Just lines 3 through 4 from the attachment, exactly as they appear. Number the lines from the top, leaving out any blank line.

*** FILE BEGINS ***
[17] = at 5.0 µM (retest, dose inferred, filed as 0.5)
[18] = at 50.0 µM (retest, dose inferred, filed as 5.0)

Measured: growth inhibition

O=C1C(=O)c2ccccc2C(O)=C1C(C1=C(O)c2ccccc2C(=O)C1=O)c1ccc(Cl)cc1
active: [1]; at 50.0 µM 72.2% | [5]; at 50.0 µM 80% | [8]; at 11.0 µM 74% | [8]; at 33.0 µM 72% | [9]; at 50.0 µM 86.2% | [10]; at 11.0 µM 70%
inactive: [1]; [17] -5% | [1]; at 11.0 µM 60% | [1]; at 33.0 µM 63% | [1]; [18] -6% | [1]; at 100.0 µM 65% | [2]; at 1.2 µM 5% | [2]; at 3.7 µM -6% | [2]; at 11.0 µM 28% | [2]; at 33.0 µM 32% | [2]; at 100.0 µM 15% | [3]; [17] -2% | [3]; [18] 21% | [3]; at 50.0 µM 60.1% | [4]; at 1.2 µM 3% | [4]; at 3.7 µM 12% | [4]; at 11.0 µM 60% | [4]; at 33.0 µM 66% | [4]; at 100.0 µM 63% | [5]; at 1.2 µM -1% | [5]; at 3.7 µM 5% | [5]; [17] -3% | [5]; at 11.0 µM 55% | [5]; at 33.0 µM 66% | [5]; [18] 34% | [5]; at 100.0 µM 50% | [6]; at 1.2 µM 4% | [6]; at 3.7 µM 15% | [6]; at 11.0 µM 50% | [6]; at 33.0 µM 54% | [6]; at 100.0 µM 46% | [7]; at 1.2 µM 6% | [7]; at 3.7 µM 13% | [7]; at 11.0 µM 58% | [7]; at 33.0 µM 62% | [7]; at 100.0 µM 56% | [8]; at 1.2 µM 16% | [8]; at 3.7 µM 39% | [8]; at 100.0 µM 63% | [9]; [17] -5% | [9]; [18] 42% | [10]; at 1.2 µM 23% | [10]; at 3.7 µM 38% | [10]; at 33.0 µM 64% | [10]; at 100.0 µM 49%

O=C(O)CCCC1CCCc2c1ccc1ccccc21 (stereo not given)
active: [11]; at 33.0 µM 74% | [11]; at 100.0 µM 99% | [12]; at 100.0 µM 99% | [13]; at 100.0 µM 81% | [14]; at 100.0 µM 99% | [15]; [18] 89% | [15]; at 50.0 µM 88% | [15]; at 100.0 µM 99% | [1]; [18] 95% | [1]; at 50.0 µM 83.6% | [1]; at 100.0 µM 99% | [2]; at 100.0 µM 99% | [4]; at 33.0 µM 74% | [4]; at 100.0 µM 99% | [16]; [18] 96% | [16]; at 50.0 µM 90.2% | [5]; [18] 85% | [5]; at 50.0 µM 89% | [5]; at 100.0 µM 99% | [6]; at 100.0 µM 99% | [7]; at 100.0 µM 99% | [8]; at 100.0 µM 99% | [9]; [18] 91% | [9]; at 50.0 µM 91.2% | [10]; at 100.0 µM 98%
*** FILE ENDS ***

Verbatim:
Measured: growth inhibition

O=C1C(=O)c2ccccc2C(O)=C1C(C1=C(O)c2ccccc2C(=O)C1=O)c1ccc(Cl)cc1